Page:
More recently I have started to develop a passion for social pedagogy that centrally recognises the need to apply ones head, heart and hand when working alongside individuals. A key focus or aim of social pedagogy is to promote happiness and wellbeing and insists upon a relationship-based approach in which the worker is emotionally connected to the role and the individuals they work alongside. It seeks to reduce power in all situations and identifies holistic learning as a key tool in promoting well being at every stage of life. Finally social pedagogy promotes creativity with a firm belief that this enhances outcomes for individuals. I am currently teaching and training in this area as well as writing a book linking social pedagogy to social work and contributing as an international partner in the development of a MOOC on social pedagogy. It is my firm belief that social pedagogy provides a key opportunity to engage with individuals from a strength based perspective.
The recent Care Act (2014) provides a legal basis for the adoption of such an approach. With a renewed focus on wellbeing rather than welfare, it is my belief that social care has an opportunity to challenge itself to let go of process driven traditional practices and seek to employ creativity and value driven practice in the design and delivery of social care.
I believe that Wellbeing Teams provide an opportunity to reflect the values above. Adopting a flexible and responsive framework allowing a shift of focus from delivering tasks to self-determined outcomes enables the leading principle of the Care Act (2014) – promoting individual well-being (s1) to become a reality. Likewise a focus on caring for people rather than conditions encourages an engagement with what matters’ to individuals rather than just what is important for them. The report Loneliness, The State We’re in – Age Uk 2012 highlighted significant risks to both physical and mental health, along with increased mortality rates for people facing loneliness in older age. Participants ranked social relationships and feeling connected as a key dimension to their quality of life. At the heart of Wellbeing Teams there is a commitment to supporting what matters to individuals, staying connected along with being safe and well. It is these values along with subtle yet significant shifts such as remaining small and self-managed that promote a person centred approach to the support. Finally, Wellbeing teams explicitly recognise the most critical resource we have in providing care and support – relationships. Recognising the need and value in understanding the strengths, passions and wishes of both the individual and the Wellebing Worker from recruitment through to the matching process acknowledges the power of the relationship in the overall success. Finally using a model of trust rather than supervisory inspection/monitoring, allows Wellbeing Workers to use creativity and judgment in their work, which in itself is more likely to bring ownership, diligence and pride in what they do.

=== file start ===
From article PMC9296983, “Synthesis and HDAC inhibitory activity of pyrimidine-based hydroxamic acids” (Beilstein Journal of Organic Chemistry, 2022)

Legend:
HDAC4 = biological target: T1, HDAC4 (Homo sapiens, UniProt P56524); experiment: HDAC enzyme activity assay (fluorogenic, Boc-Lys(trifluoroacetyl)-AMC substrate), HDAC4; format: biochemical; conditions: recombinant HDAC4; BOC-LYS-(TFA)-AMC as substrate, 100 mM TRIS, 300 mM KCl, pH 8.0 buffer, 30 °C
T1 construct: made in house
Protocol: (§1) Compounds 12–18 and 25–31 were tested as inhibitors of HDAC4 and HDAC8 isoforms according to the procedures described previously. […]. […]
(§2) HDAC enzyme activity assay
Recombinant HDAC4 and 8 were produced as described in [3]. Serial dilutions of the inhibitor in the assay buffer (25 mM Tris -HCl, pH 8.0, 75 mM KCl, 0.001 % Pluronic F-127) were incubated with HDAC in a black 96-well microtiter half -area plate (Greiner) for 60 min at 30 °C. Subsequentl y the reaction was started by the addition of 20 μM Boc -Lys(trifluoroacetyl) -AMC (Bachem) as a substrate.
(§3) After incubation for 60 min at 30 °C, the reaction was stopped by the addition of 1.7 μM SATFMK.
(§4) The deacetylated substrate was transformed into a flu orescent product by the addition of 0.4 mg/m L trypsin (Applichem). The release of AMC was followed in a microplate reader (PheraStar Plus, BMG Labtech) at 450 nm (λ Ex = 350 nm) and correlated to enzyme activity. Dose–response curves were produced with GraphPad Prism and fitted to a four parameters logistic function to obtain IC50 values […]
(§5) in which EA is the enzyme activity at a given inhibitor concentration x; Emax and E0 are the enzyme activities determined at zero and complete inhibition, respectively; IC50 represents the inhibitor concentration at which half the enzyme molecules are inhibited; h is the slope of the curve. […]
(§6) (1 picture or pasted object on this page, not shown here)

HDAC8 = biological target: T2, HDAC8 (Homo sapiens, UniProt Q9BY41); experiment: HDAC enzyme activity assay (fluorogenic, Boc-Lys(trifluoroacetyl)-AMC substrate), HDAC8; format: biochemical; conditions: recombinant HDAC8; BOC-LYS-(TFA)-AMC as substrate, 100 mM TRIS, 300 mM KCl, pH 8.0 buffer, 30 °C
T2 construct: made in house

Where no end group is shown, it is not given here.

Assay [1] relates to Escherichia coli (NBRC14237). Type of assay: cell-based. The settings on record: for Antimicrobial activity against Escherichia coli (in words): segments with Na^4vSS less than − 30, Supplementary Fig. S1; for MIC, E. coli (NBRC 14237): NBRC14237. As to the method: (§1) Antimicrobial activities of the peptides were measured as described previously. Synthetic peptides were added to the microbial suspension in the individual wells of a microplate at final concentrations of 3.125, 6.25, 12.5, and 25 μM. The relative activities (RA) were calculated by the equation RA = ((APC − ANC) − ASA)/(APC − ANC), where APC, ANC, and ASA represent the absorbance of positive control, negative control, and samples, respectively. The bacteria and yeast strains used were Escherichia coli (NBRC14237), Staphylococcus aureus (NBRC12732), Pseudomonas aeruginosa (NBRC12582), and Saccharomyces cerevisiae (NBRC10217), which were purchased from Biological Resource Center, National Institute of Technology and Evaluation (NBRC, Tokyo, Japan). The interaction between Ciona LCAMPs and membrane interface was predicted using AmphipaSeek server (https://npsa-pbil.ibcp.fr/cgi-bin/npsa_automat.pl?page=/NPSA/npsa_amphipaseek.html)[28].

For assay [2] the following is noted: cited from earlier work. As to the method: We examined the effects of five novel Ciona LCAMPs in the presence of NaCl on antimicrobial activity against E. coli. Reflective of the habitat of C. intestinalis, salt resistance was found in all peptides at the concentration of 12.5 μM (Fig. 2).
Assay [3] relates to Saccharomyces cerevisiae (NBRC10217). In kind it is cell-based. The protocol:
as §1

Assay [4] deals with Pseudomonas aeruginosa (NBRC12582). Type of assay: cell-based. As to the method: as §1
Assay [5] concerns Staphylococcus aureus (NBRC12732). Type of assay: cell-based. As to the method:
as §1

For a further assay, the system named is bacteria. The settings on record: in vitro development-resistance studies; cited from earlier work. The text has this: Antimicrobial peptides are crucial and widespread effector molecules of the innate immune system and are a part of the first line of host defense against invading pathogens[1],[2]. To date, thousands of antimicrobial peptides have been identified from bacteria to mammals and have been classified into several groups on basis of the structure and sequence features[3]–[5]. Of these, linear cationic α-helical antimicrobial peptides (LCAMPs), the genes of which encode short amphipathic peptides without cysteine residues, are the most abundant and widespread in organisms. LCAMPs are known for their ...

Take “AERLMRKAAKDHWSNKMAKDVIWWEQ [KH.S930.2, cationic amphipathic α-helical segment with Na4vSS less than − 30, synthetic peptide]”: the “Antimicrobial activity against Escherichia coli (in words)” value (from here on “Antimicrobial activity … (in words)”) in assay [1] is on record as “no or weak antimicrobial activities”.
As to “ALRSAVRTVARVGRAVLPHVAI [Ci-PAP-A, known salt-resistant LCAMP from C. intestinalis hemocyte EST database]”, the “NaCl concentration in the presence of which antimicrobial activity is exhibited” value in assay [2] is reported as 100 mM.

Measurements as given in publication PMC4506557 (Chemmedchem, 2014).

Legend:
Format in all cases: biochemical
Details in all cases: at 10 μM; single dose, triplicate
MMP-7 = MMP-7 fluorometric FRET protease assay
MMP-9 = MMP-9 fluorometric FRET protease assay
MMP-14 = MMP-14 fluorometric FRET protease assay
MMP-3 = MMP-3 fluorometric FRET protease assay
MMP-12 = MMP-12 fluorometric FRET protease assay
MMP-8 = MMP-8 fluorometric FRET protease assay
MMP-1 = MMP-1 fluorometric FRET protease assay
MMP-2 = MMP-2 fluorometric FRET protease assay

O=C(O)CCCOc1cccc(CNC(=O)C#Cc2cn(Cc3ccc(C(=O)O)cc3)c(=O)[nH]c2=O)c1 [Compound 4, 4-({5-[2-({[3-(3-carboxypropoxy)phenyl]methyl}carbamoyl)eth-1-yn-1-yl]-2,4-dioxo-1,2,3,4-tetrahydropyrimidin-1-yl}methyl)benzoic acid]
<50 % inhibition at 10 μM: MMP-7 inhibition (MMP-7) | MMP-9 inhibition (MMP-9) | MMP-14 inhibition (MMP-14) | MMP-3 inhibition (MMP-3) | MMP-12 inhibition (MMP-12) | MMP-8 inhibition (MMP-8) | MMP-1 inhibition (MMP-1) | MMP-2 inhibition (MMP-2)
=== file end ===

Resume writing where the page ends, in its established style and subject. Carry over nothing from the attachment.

For me, the Wellbeing Teams offer a real opportunity to lead the way in doing things differently. If you think like me that on the surface it seems to make sense, then it probably does! As I often say to students when teaching person centred approaches, it is simple but it is not simplistic. Just like knowing what mattered Norman and making it possible for him to rub his nose across a TV screen each morning and relax into a day with that prickly sensation at the end of his nose.